Looking at Lydiard Park's beautiful grounds and playing fields today it is hard to imagine they were once occupied by a German military hospital camp. Yet a complex of tents, Nissan huts and one or two concrete and brick buildings occupied some eighty acres of the park during World War II and its aftermath. There is virtually no evidence of the camp left on the ground but documentary material brings this memorable part of Lydiard’s history to life.
Our special collection draws together photographs of the German doctors, nurses and patients as well as British military personnel of 160 Hospital Camp Lydiard Park. Original plans of the camp, a roll call of prisoners, artwork and personal testimonies throw light on the lives of men and women from both sides of the conflict. There are stories of mutual respect and friendship that grew up between prisoners and local families as well as British and German officers. Camp interpreter John Bailey wrote movingly:
‘ slowly it began to dawn on me that these were ordinary people – human beings with feelings and troubles the same as myself.’
Originally established as an American hospital camp the facility comprised twelve ward huts connected by corrugated covered walkways to protect patients from the elements as well as larger huts which were used for kitchens, mess huts, stores, a chapel and a mortuary.
The camp was designated as a Prisoner of War Hospital in August 1944, though it still retained a small percentage of US patients. In that month alone 49 major operations and 664 minor operations were conducted, as well as 529 outpatient visits and 676 consultations. German nurses had started to arrive and eighty POW’s who had recovered their health were kept on to assist around the camp, their roles ranging from “trash detail” to stretcher bearers and general site maintenance.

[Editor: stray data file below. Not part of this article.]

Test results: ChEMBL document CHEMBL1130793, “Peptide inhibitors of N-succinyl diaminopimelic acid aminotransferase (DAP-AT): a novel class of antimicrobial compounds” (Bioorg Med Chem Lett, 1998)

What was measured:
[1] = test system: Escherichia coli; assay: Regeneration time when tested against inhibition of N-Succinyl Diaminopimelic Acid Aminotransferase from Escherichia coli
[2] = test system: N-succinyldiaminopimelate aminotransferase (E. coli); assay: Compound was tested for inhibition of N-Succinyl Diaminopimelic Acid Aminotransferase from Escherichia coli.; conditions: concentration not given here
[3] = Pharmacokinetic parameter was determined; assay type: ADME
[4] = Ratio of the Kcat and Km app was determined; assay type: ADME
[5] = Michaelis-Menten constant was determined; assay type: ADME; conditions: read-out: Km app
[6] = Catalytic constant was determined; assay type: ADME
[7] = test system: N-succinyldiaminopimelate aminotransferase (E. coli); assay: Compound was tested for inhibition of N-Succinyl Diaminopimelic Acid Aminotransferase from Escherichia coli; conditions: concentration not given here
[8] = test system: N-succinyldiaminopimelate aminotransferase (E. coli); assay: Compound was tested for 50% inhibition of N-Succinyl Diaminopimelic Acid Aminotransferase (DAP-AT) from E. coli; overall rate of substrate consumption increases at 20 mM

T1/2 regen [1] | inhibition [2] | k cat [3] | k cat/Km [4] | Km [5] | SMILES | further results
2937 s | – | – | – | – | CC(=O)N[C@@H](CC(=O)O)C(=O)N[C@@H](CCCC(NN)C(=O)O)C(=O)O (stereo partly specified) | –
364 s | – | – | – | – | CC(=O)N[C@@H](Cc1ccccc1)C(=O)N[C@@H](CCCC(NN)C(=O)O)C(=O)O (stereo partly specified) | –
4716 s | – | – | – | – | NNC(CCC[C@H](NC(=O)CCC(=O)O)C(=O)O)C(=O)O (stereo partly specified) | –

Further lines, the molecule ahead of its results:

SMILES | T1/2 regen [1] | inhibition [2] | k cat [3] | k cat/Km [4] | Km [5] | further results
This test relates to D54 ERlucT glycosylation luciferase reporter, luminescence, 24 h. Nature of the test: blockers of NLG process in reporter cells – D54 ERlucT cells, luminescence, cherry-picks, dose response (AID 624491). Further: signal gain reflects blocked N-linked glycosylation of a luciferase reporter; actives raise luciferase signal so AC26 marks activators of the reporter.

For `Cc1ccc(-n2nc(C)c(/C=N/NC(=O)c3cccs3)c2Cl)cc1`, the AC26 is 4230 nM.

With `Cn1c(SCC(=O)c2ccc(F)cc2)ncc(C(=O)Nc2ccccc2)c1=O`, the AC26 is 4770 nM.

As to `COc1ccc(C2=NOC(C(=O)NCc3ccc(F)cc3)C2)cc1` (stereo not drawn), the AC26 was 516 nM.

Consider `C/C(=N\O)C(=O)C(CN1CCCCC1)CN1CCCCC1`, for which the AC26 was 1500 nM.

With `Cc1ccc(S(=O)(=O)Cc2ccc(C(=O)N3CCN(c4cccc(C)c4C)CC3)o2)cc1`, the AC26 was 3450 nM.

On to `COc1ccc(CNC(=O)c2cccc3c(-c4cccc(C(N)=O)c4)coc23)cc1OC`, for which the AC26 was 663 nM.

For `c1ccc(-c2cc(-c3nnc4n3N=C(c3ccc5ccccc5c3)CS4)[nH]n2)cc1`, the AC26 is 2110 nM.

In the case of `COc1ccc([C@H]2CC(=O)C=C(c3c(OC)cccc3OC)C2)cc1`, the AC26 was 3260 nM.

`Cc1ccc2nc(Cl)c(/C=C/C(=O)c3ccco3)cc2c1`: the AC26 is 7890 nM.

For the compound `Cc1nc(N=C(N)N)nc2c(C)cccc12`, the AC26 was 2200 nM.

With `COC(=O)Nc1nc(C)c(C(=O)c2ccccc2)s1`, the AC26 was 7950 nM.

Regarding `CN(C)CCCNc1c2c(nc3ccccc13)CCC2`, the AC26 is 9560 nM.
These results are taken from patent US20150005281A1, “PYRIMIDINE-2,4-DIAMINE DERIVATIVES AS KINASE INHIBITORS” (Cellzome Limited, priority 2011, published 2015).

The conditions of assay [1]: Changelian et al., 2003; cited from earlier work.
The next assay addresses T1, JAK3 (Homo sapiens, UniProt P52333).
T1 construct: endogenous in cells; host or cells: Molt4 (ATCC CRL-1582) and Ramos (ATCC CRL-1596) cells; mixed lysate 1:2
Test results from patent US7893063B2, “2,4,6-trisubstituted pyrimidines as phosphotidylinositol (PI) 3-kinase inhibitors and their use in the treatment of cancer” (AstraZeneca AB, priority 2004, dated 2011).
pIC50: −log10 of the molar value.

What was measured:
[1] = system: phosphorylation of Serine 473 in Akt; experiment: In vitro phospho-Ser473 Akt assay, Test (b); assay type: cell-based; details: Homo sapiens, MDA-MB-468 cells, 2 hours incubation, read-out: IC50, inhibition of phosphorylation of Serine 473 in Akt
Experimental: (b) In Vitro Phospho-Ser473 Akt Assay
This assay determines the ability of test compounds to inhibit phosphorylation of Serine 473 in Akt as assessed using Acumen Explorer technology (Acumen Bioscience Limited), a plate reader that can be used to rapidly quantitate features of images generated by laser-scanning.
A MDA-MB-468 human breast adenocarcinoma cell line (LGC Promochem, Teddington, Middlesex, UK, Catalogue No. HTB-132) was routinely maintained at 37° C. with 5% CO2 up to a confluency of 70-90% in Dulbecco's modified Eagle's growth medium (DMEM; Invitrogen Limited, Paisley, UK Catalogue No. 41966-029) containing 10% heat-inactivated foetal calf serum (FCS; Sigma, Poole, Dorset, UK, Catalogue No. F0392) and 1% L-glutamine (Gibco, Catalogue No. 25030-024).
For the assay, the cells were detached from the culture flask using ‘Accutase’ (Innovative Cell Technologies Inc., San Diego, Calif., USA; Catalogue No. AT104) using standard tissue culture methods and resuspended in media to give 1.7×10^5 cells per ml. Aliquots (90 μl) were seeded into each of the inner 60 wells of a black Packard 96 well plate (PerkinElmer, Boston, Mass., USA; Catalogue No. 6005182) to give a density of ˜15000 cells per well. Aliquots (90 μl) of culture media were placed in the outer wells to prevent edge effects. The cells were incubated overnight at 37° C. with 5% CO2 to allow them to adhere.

Security in the camp tightened in October 1944 with the construction of watch towers at various corners of the hospital perimeter and a barbed wire fence around the wards and clinics. The New Year saw the hospital being turned over to German Protected Personnel under American supervision. Twenty one German doctors arrived in March.
After the end of World War II the hospital camp was retained and operated under British supervision. War casualties continued to be treated by German doctors and nursing staff led by Professor Werner Waschsmuth, Camp Commandant and Senior Surgeon (March 1945 - April 1946) whose remarkable story of defying Hitler and saving the lives of hundreds of injured soldiers and civilians is one of our featured items.
POW’s who were well enough worked on local farms and while on the camp relieved their boredom in craft work, writing and painting. Peter Probst, a 36 year old German serviceman, began his interment at Lydiard in 1947 and discovered a talent for painting. You can see some of his paintings in this collection and discover how he and Professor Waschsmuth both tried to find Lydiard Park years after they were repatriated to Germany.
160 POW Hospital Camp Lydiard Park finally closed in February 1948 and the camp was converted into housing for local people –another chapter in Lydiard’s rich history.